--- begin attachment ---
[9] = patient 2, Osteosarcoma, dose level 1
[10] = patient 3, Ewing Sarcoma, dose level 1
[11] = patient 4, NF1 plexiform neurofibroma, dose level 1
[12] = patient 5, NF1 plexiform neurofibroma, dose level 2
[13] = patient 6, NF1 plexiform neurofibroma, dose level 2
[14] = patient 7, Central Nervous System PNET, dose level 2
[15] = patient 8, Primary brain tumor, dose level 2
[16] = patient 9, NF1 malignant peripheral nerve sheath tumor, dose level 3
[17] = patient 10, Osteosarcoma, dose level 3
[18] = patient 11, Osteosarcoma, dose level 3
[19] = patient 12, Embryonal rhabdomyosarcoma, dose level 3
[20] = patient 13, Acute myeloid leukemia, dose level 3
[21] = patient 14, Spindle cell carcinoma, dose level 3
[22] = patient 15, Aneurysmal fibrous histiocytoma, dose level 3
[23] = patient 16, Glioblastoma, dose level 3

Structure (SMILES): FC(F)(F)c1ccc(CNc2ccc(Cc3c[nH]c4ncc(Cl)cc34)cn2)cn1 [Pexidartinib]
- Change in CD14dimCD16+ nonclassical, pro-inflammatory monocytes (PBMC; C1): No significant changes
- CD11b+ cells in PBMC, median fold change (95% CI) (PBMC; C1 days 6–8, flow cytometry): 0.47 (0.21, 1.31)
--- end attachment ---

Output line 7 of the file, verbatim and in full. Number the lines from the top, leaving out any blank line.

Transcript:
[15] = patient 8, Primary brain tumor, dose level 2